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James 1:18

    James 1:18 Translations

    King James Version (KJV)

    Of his own will begat he us with the word of truth, that we should be a kind of firstfruits of his creatures.

    American King James Version (AKJV)

    Of his own will begat he us with the word of truth, that we should be a kind of first fruits of his creatures.

    American Standard Version (ASV)

    Of his own will he brought us forth by the word of truth, that we should be a kind of firstfruits of his creatures.

    Basic English Translation (BBE)

    Of his purpose he gave us being, by his true word, so that we might be, in a sense, the first-fruits of all the things which he had made.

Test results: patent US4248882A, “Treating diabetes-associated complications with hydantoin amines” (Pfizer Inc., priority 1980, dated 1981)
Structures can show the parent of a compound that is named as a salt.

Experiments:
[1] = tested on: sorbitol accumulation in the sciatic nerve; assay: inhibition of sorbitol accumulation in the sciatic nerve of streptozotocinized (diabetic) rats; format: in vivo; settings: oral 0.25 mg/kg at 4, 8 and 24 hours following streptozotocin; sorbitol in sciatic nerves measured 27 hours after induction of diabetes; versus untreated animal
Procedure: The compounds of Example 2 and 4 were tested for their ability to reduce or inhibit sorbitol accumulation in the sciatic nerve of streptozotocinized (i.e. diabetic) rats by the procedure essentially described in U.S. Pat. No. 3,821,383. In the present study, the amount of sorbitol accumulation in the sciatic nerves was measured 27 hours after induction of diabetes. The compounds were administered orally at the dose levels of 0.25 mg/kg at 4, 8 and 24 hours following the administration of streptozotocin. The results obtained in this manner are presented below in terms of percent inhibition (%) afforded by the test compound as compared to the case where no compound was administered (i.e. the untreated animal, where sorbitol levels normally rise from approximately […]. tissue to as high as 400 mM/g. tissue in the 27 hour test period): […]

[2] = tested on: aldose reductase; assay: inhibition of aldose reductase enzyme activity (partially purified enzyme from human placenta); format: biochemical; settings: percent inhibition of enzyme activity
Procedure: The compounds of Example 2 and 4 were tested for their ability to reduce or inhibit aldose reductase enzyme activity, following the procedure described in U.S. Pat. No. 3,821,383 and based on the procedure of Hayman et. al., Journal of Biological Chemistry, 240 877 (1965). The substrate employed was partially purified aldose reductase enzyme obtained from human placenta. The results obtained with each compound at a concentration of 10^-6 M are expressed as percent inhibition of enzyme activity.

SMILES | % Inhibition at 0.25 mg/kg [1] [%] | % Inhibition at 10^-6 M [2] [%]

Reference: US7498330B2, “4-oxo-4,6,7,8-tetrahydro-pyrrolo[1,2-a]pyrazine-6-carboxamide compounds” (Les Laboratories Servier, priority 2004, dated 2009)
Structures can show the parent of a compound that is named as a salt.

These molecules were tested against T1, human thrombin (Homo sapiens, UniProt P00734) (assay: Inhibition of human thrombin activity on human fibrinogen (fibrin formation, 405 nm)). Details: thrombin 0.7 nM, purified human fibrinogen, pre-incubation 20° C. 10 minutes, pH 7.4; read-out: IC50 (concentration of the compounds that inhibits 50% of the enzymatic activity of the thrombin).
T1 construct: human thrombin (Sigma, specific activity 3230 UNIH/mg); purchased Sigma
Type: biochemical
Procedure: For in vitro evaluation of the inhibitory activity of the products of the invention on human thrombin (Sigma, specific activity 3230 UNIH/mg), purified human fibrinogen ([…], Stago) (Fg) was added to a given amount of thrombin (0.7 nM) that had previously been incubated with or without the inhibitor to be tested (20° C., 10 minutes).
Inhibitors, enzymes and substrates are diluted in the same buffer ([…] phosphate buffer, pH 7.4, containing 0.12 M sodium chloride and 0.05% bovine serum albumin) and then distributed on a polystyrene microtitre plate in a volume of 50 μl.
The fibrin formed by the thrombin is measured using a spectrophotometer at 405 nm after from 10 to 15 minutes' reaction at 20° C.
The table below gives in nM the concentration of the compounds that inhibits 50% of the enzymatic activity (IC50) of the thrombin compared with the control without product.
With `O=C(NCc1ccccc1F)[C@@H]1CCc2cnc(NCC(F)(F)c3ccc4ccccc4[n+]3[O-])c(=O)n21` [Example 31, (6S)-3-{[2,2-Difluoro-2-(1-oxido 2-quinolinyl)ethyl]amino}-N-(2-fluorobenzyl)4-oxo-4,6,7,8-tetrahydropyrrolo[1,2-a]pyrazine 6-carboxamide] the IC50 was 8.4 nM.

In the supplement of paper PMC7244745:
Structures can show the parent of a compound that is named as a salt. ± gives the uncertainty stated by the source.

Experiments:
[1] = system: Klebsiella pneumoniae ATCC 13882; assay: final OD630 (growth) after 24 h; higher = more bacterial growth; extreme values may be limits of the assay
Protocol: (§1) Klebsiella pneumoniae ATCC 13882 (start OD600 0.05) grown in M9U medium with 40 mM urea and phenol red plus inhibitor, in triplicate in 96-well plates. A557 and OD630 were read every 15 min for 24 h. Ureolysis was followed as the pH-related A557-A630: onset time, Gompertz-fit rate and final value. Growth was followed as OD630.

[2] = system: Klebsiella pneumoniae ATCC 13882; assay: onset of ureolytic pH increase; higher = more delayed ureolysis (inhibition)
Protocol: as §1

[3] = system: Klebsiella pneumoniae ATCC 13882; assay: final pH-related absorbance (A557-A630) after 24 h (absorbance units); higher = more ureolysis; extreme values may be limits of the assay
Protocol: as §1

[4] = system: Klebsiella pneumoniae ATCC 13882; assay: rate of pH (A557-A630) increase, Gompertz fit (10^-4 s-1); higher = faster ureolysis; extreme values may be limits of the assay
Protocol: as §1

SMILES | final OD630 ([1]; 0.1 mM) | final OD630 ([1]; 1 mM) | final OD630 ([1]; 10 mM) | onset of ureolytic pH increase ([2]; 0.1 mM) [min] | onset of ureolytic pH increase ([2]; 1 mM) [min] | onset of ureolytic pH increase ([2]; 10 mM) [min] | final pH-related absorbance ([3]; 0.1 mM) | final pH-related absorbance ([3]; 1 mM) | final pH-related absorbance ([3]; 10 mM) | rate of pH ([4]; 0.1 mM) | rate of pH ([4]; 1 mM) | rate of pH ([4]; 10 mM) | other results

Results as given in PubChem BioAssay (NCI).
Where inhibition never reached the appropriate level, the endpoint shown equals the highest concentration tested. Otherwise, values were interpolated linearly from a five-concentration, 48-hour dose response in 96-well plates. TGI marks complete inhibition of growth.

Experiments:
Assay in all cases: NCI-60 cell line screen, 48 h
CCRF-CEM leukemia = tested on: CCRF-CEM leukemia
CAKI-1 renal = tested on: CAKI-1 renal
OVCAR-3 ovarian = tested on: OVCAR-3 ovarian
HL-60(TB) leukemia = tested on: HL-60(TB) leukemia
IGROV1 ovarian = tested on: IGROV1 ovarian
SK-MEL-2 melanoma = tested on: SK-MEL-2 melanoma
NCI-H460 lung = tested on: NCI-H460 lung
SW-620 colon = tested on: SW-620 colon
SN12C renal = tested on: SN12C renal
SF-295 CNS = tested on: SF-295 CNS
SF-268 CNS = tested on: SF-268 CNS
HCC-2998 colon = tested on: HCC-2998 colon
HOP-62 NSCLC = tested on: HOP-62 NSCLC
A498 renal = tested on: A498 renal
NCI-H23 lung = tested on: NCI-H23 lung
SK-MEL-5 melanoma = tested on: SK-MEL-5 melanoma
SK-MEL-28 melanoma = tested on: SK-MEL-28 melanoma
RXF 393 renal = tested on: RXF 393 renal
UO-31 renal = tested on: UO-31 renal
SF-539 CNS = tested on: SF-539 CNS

Webster's Revision

    Of his own will he brought us forth by the word of truth, that we should be a kind of firstfruits of his creatures.

    World English Bible

    Of his own will he brought us forth by the word of truth, that we should be a kind of first fruits of his creatures.

    English Revised Version (ERV)

    Of his own will he brought us forth by the word of truth, that we should be a kind of firstfruits of his creatures.

    Definitions for James 1:18

    Begat - To bear; to bring forth.

    Clarke's Commentary on James 1:18

    Of his own will begat he us - God's will here is opposed to the lust of man, James 1:15; his truth, the means of human salvation, to the sinful means referred to in the above verse; and the new creatures, to the sin conceived and brought forth, as above. As the will of God is essentially good, all its productions must be good also; as it is infinitely pure, all its productions must be holy. The word or doctrine of truth, what St. Paul calls the word of the truth of the Gospel, Colossians 1:5, is the means which God uses to convert souls.